That was exactly what I wanted to know. Thank you very much for the info.

One question. You mentioned that mushing occurs when the slope is shallow. Is this the case with my airfoil?

-Q.

Originally posted by Daniel Nelson
You're right on the Cl/Cm vs alpha graphs; those are just the different values plotted at each alpha value. The Cl-alpha graph can also predict how violent the stall will be by how fast Cl falls off after stall. If it's a very shallow slope the stall will be mild and the plane should just mush through the stall; steep and your plane will fall like a rock.

The Cl vs Cd (drag polar graph) is in my (glider obsessed) mind the most important. It tells the designer over what range of Cl values the airplane is most effiecient. If you look at the graph, it shows that for a wide range of Cl, the Cd stays relatively low. Then, at some Cl, Cd starts increasing fast. That's called the drag bucket, and basically it says that as long as you stay between two particular Cls, then your plane is very efficient, but if you go over those, then you start incurring a huge drag penelty. Incidentally, this is not always where the airfoil starts to stall, it just happens that way with yours. Try running a symmetric airfoil from -15 to 15 degrees AoA, you'll really see the drag bucket form.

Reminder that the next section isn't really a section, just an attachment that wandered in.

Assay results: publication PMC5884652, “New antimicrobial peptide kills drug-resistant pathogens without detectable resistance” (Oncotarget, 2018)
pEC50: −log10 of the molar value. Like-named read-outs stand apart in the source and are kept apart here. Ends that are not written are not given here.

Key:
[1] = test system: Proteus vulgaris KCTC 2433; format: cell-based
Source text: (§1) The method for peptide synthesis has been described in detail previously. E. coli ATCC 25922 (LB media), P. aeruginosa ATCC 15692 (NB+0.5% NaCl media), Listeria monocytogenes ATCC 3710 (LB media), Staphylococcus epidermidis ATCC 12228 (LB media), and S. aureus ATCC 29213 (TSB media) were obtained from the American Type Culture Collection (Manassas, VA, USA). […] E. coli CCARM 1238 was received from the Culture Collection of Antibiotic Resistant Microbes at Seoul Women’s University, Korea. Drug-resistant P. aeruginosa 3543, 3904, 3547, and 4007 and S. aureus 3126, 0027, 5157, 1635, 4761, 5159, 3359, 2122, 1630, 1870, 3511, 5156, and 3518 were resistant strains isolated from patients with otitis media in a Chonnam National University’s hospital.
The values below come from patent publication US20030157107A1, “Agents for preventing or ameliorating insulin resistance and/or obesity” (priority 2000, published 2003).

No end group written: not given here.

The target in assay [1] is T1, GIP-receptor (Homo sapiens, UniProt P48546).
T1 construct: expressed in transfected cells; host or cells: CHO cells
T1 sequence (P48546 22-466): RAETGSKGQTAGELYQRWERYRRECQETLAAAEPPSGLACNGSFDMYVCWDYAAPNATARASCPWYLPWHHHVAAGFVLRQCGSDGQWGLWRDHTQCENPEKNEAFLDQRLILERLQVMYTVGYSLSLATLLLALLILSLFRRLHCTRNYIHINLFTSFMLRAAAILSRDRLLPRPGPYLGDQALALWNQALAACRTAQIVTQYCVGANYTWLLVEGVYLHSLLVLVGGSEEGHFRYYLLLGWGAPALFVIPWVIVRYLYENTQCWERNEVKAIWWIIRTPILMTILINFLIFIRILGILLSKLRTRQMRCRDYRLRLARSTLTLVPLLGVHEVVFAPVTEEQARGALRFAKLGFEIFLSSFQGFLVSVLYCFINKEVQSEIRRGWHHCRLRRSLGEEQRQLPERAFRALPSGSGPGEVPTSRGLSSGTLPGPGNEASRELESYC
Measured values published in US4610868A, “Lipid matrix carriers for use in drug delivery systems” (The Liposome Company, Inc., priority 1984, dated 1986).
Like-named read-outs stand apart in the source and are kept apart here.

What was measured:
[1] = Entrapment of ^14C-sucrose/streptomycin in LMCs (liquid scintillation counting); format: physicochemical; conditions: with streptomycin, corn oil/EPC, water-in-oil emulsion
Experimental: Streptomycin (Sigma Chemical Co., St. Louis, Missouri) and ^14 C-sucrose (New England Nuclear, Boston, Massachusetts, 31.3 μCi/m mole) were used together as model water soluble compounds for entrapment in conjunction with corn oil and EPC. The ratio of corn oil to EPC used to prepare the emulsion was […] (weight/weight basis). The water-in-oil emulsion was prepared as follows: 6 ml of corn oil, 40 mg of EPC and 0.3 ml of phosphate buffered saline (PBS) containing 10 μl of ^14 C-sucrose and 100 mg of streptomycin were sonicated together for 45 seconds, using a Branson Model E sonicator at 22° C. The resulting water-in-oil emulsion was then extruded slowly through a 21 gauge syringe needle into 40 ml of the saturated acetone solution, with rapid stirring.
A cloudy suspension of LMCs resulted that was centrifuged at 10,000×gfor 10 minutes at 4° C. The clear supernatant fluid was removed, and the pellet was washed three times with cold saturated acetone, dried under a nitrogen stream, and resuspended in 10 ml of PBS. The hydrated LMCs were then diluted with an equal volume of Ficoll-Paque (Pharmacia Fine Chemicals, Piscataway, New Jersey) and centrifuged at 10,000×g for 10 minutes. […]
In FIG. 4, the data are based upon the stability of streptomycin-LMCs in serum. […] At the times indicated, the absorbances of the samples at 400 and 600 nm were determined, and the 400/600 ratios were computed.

The other number that's also really important is the L/D, (Cl divided by Cd). It's the efficiency of the airfoil, and from it you can get the glide distance and duration. We glider designers will usually pick a Cl and alpha that maximizes either distance or duration and design around that.

As for the Xlr/C graph, I think it's showing Cl and Cm over the airfoil itself, with X/C=0 being the leading edge and X/C = 1 the trailing edge, although I don't know why or what that means. Personally, I don't think it's too important, I've never had to use it.

Hope this helps
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Old 01-30-2003, 05:35 AM